A guide to copywriting by eltanke1


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									                     Page 2

A Guide to Copywriting
   to Promote Your
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Table of Contents

1 What is Copywriting & Why Is It So Important? ................................................... 4
2 The Basics of Copywriting: Important Terminology............................................. 5
   2.1 Target Market: ........................................................................................................ 6
   2.2 USP: ...................................................................................................................... 10
   2.3 Features: ............................................................................................................... 12
   2.4 Benefits:................................................................................................................ 12
   2.5 Bullets ................................................................................................................... 14
   2.6 Headlines: ............................................................................................................ 16
   2.7 Subheadlines: ....................................................................................................... 18
   2.8 Testimonials ......................................................................................................... 19
   2.9 Call-to-action: ...................................................................................................... 21
   2.10 Offer..................................................................................................................... 22
3 Tips for Writing Great Copy ...................................................................................24
   3.1    Speak to Your Audience ........................................................................................ 24
   3.2    Avoid Excessive Adjectives................................................................................... 25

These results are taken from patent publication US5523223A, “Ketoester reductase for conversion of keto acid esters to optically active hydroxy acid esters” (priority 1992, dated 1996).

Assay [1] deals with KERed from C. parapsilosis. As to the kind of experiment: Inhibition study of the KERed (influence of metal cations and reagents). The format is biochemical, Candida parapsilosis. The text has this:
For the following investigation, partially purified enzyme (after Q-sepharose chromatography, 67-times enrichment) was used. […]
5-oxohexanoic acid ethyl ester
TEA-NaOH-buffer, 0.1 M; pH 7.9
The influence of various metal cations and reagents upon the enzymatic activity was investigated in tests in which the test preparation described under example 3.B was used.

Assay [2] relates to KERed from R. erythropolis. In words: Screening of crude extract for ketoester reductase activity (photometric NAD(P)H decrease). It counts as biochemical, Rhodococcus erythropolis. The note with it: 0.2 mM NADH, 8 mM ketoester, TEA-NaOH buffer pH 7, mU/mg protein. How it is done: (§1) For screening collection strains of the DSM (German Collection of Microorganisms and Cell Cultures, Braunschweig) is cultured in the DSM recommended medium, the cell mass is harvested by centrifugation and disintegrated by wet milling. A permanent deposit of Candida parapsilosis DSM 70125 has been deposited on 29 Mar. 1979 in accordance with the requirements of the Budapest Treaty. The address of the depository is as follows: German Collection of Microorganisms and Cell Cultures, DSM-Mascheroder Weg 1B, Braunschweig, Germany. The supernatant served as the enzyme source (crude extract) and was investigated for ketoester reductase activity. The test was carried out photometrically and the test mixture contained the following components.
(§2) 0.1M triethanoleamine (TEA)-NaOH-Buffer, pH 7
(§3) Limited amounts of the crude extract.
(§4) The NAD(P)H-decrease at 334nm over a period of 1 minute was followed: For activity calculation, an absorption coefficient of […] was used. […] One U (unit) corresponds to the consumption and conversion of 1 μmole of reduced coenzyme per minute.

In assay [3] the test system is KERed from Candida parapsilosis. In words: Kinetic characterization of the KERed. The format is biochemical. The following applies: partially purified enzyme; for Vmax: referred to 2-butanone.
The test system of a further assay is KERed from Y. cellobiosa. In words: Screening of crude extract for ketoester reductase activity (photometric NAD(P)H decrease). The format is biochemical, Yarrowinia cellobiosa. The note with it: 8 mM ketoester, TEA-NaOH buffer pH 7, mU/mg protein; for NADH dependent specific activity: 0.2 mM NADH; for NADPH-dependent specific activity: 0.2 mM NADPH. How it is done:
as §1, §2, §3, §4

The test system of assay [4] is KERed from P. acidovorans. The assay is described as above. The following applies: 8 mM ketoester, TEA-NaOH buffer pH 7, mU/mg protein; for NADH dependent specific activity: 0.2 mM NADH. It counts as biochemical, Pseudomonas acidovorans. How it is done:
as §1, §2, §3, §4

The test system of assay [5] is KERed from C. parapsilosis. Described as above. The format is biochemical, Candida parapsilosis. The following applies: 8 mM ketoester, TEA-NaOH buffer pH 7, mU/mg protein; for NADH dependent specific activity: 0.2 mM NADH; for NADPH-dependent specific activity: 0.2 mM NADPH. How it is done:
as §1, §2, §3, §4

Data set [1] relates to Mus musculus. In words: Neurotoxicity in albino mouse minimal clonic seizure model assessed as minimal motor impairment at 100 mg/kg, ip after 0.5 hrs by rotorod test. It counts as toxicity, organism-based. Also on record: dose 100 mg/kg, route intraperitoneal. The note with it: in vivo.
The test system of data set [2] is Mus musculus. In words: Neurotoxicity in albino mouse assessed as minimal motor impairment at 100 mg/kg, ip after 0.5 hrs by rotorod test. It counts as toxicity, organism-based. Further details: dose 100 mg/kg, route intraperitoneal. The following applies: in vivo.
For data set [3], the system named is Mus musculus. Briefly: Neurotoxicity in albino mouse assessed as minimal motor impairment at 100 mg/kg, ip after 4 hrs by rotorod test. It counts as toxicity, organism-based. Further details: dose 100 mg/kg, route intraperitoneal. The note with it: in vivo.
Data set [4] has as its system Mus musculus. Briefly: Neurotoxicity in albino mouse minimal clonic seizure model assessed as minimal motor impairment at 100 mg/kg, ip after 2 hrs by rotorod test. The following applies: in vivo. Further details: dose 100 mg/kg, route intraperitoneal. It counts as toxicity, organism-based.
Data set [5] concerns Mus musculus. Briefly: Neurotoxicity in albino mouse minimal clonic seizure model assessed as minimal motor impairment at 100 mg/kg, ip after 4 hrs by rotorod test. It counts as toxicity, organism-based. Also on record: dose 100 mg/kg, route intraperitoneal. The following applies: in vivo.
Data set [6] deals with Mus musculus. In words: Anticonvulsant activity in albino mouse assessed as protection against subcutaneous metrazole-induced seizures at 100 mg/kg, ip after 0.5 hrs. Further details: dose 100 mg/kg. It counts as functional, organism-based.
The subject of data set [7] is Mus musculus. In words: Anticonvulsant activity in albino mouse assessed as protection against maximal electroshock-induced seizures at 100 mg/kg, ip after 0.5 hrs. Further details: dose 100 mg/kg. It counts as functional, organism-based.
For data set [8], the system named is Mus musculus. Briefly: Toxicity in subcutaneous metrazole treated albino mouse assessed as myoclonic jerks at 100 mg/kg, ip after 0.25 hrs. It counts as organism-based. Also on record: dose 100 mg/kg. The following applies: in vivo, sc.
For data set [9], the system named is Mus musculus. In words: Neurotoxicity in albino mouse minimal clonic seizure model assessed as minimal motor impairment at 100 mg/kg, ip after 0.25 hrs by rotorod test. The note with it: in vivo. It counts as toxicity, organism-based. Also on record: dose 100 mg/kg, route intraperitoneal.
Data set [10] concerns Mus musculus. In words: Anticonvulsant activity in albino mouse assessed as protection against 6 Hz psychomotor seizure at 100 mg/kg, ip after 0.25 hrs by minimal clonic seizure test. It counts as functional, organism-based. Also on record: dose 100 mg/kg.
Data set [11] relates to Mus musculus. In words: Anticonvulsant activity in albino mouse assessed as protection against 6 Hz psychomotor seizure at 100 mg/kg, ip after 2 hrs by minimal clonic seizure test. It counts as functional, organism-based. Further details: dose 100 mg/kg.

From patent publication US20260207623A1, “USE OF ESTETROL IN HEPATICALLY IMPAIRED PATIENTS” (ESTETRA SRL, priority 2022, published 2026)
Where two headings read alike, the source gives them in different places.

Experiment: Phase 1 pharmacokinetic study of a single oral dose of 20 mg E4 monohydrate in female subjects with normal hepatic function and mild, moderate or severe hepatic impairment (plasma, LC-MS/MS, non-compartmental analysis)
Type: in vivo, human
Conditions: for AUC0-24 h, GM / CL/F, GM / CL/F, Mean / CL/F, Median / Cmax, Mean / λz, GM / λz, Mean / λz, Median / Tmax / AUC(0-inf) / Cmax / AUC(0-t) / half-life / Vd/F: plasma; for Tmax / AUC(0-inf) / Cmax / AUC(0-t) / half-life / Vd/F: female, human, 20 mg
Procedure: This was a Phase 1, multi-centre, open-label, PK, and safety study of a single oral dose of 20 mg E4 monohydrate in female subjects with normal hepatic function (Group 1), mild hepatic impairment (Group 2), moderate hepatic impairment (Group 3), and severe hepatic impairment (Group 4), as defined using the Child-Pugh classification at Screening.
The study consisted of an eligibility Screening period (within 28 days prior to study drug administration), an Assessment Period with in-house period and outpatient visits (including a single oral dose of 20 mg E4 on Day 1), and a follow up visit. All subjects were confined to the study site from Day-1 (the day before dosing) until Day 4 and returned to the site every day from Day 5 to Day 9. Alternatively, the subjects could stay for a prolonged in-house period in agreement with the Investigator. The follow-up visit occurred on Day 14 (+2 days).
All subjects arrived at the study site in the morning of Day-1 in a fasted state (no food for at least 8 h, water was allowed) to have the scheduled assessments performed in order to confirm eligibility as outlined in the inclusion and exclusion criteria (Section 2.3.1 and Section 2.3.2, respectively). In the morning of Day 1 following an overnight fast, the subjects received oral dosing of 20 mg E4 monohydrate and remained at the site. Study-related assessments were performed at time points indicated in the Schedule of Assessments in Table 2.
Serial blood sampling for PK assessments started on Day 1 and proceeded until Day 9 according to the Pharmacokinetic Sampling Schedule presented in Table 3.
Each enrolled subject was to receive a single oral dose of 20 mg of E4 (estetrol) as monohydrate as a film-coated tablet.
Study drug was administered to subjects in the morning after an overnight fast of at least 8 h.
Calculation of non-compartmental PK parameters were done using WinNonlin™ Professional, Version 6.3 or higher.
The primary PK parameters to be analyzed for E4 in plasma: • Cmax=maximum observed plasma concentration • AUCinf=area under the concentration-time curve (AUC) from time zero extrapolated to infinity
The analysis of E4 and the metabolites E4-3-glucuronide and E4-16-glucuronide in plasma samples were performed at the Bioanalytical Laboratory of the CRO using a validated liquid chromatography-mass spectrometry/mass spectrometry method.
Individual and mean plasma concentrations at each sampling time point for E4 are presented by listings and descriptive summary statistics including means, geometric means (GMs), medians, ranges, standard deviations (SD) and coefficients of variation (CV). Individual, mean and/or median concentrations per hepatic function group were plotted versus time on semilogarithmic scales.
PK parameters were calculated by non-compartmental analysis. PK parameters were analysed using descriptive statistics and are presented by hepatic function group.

3.3    Be Specific ............................................................................................................ 26
   3.4    Don’t Worry So Much about Grammar ................................................................ 27
   3.5    Keep it Simple ...................................................................................................... 28
   3.6    Keep Layouts Simple ............................................................................................ 29
   3.7    Be Succinct & Edit ................................................................................................ 30
   3.8    Sense of Urgency – Get Them to Buy Now .......................................................... 30
   3.9    Close the Deal – Call-to-Action ............................................................................ 31
4 Why a Marketing Mama Needs a Website for Her Copywriting Plan ..............33
5 Closing .......................................................................................................................35
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1. What is Copywriting & Why Is It So Important?

Simply put, copywriting is the writing you use in your written promotional
materials. This can include your advertising, website, brochure, catalogs,
business cards, sales letter and more.

Copywriting is what you use to get your customers and potential customers to
take a particular action. For example:

   •     Call you for more information
   •     Place an order
   •     Sign up for your mailing list
   •     Get them to refer a friend to your business

Many business owners make the mistake of thinking they can just throw
their copywriting together. I congratulate you for taking the time to read this
guide because the information in it will put you ahead of many other small
business owners who make this mistake.

Consider this:

When someone visits your website or reads your brochure, you aren’t there
to answer their questions or to convince them how great your product is. Your
words need to do that for you. In other words, you need effective copywriting.
This guide is going to show you how to do that.
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1 The    Basics   of    Copywriting:
  Important Terminology

In this chapter, I’ll go over some terminology that will help you in understanding
the principles of copywriting. Read each one in detail as I’ve not only included the
definition of each word, but I’ve also added:

   •     Examples and further detail for deeper understanding of these
         important concepts.
   •     Exercises to apply these concepts.

This information will serve as your foundation of knowledge in all
the copywriting you do for your business.
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1.1 Target Market:

Your target market is the group of people you’re selling your product to. You
have to be very specific when you define your target market, in order to make
your copywriting most effective. You can’t just say “women, moms or pet owners”
because that is still vague.

What women?

Which moms?

Which pet owners?

When defining your target market, there are many things to consider. We’ve made a
small list below, but it only touches the surface. For each target market, there are so